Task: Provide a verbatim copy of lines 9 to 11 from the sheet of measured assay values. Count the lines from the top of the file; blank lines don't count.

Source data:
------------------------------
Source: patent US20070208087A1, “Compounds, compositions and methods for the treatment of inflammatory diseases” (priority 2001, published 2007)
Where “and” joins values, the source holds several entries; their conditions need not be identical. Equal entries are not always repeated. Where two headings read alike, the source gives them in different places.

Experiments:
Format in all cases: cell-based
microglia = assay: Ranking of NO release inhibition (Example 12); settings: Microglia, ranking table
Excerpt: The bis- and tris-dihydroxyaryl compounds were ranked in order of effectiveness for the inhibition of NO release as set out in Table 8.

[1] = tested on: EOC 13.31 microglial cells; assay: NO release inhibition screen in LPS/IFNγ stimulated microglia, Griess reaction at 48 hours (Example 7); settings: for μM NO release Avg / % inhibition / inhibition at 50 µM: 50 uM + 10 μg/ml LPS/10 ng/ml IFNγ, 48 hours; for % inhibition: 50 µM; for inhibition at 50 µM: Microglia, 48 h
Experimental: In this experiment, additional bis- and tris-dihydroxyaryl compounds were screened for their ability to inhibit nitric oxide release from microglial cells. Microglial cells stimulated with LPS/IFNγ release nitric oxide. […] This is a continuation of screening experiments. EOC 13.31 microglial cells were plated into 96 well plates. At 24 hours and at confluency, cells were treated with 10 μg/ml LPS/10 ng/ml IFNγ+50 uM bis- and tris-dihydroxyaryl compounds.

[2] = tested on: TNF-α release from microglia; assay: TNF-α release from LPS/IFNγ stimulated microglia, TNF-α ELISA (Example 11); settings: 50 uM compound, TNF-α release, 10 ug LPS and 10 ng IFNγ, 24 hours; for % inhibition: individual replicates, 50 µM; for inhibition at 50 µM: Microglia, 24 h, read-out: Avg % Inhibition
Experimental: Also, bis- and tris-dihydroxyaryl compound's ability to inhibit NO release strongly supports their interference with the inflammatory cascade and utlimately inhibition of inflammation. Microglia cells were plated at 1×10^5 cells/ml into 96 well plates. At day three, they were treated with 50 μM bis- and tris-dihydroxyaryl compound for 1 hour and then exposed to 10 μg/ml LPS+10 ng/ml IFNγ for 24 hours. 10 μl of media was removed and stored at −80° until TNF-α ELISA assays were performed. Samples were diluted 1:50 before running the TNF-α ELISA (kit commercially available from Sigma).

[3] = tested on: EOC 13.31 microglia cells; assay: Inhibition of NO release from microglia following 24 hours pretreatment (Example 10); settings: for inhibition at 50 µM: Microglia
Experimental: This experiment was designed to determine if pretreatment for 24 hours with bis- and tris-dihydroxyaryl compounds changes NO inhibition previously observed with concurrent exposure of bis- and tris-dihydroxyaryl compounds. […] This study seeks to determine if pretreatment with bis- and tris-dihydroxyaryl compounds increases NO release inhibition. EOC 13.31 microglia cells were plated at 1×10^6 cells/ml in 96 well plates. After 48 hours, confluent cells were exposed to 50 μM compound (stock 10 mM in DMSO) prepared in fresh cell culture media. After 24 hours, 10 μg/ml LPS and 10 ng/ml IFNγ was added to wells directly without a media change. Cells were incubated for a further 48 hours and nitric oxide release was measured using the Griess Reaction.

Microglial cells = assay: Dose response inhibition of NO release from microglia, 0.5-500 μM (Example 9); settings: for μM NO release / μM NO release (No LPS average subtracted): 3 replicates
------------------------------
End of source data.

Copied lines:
[2] = tested on: TNF-α release from microglia; assay: TNF-α release from LPS/IFNγ stimulated microglia, TNF-α ELISA (Example 11); settings: 50 uM compound, TNF-α release, 10 ug LPS and 10 ng IFNγ, 24 hours; for % inhibition: individual replicates, 50 µM; for inhibition at 50 µM: Microglia, 24 h, read-out: Avg % Inhibition
Experimental: Also, bis- and tris-dihydroxyaryl compound's ability to inhibit NO release strongly supports their interference with the inflammatory cascade and utlimately inhibition of inflammation. Microglia cells were plated at 1×10^5 cells/ml into 96 well plates. At day three, they were treated with 50 μM bis- and tris-dihydroxyaryl compound for 1 hour and then exposed to 10 μg/ml LPS+10 ng/ml IFNγ for 24 hours. 10 μl of media was removed and stored at −80° until TNF-α ELISA assays were performed. Samples were diluted 1:50 before running the TNF-α ELISA (kit commercially available from Sigma).

[3] = tested on: EOC 13.31 microglia cells; assay: Inhibition of NO release from microglia following 24 hours pretreatment (Example 10); settings: for inhibition at 50 µM: Microglia